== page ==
Grants Accelerate U of G Research

July 21, 2009 - News Release

Three University of Guelph faculty will be able to take their research to the next level thanks to grants of $120,000 each from the Natural Sciences and Engineering Research Council (NSERC).

Engineering professor Michele Oliver, pathobiology professor Dorothee Bienzle and integrative biology professor Kevin McCann will receive the funds over three years.

The grant, called the Discovery Accelerator Supplement, provides additional resources to accelerate progress and maximize the impact of leading research programs.

“This is wonderful news,” said Oliver, director of the Biophysics Interdepartmental Group. “I have a number of related research streams ongoing, and this grant will allow me to merge some of them.”

Her work is geared toward reducing repetitive strain injuries. She focuses on joystick design and mobile machine operator biomechanics, the effects of whole-body vibrations, and the development of virtual tools to help design better equipment to protect the health of industrial workers.

Oliver plans to use the grant to support a graduate student to help develop a new simulator using advanced robotics, graphics and hand controls with haptic feedback, “so it feels and looks like you’re operating the real machine.”

Her research team is also working on design protocols for joysticks that will be put to the test in the simulator to see what stresses and strains develop on the operator.

A vital component of this project will be 3-D computer models of the hand and wrist, which Oliver will work on with colleague Prof. Bob Dony. She’s also collaborating with engineering professor Karen Gordon to get more accurate determinations of the mechanical properties of various soft tissues such as ligaments and tendons, information that will then be entered into the computer models.

“This work will eventually allow us to test industrial tools before they are in general use and prevent injuries caused by poor design,” Oliver said.

McCann, a theoretical ecologist interested in the role and function of biodiversity in ecosystems, will use his NSERC funds to support lab and field studies of hundreds of lakes from Algonquin Park to Muskoka and the far North.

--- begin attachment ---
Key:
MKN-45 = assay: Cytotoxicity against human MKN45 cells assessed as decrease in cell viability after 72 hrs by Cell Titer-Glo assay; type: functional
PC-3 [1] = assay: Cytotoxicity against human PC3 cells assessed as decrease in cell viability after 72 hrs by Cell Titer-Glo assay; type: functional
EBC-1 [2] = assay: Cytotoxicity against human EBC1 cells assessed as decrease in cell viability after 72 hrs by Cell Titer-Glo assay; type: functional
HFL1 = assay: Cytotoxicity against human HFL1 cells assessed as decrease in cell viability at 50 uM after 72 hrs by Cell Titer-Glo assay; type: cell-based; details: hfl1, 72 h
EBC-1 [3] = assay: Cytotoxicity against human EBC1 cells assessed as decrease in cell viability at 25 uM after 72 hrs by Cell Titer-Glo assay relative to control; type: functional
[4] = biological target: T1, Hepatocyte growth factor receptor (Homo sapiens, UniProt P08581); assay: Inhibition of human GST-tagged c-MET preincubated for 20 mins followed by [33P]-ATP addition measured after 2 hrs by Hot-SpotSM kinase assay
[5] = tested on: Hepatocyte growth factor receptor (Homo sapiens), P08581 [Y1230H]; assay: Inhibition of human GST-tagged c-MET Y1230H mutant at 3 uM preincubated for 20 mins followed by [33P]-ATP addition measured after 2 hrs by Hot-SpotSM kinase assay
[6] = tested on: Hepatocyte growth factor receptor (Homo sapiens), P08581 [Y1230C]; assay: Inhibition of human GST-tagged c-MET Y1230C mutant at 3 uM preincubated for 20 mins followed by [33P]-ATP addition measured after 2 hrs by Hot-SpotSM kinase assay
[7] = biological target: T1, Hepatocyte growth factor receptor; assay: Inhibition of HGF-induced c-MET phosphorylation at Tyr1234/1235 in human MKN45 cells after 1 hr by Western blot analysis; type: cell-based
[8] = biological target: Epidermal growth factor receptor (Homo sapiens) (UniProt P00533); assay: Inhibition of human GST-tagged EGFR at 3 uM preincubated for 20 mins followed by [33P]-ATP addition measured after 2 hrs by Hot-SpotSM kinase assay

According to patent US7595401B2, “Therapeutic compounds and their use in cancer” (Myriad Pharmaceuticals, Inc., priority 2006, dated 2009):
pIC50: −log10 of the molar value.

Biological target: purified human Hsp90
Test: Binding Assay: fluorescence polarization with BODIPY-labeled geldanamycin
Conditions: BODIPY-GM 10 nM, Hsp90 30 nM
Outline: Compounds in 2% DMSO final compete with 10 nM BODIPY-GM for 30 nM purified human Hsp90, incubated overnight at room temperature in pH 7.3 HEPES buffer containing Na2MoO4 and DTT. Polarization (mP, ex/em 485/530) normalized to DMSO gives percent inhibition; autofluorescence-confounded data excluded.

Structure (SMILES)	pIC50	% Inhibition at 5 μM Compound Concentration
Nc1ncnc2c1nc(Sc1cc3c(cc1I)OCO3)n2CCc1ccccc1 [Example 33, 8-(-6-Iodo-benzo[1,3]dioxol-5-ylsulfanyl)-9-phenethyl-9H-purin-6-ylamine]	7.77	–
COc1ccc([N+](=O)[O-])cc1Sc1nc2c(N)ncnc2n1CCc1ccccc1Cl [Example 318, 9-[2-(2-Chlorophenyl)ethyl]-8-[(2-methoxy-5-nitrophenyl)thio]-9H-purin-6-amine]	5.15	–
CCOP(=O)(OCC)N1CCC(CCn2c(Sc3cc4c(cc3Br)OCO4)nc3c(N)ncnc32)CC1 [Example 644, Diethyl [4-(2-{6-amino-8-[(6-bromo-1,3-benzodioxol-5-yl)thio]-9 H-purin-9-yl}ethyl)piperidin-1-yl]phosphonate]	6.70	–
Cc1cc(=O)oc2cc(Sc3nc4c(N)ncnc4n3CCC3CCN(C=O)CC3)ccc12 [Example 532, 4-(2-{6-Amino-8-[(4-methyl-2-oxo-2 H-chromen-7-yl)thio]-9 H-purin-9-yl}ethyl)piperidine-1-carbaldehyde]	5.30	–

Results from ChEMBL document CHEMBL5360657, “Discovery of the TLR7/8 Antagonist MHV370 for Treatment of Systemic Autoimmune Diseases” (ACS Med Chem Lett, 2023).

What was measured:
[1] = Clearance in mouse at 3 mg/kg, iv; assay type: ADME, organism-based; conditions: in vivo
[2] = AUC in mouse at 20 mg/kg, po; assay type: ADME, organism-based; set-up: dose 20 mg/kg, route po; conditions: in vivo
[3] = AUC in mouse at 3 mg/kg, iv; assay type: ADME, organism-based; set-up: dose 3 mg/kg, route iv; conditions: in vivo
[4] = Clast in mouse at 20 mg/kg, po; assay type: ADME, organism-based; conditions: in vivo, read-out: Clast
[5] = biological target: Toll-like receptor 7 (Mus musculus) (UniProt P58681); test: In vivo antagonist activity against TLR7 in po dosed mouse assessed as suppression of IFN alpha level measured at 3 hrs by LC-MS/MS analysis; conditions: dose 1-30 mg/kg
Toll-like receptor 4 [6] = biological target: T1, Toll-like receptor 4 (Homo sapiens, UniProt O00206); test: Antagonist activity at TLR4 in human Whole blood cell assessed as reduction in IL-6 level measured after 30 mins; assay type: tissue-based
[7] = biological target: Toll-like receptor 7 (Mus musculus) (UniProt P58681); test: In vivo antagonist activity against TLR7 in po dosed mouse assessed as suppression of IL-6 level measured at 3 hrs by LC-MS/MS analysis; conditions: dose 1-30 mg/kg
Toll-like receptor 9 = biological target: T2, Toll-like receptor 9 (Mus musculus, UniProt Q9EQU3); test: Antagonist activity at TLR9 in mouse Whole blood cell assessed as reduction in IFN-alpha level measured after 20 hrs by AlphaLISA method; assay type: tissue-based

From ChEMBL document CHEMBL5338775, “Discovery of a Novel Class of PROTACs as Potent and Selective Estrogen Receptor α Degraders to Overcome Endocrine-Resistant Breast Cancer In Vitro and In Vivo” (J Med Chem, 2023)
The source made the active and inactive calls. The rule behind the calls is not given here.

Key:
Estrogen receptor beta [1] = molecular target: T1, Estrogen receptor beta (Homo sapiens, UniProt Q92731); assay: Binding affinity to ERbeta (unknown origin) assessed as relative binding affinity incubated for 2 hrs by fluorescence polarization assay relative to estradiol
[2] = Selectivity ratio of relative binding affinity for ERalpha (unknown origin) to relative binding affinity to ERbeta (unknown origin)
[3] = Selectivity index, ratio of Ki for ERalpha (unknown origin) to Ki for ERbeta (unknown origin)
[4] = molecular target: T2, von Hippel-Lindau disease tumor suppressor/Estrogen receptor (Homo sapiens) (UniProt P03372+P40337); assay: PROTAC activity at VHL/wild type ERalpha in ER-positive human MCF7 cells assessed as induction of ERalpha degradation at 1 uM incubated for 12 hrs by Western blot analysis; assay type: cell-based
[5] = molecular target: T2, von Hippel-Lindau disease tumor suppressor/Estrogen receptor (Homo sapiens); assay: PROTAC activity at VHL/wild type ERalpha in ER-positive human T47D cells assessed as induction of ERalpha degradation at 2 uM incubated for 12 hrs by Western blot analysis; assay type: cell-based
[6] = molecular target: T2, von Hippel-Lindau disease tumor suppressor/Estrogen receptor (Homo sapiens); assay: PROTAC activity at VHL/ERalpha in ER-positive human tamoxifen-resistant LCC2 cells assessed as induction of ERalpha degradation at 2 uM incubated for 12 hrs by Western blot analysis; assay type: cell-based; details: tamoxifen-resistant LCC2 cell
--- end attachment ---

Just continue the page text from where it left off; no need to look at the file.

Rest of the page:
“Many people are interested in how biodiversity is changing due to the impacts of human activities, including the effects of climate change,” he said. “But more than simply counting species, we are documenting how all the species in an ecosystem interact to make the system work.”

His team is monitoring the food web in the lakes to understand how northern lakes will be influenced by a variety of factors associated with climate change, including shifting patterns of human activity and population, and the migration of invasive species.

Bienzle will use her grant to advance her research on the interaction of retroviruses with their hosts. Retroviruses such as HIV replicate inside cells they have invaded, turning RNA into DNA as a way of evading the body’s immune defence mechanisms. She and her research team use feline immunodeficiency virus (FIV) as a model to explore how the host responds to infection at the cellular and molecular levels.

“The cat and FIV present the best natural animal model for studying the relationship between humans and HIV,” said Bienzle, who plans to hire a post-doc to help run a research program that has published more than a dozen papers on retroviruses, particularly FIV, in the last six years, and advanced the field of retroviral immunity in general.

For more information, contact Communications and Public Affairs: Lori Bona Hunt, 519-824-4120 Ext. 53338, or Barry Gunn at Ext. 56982,

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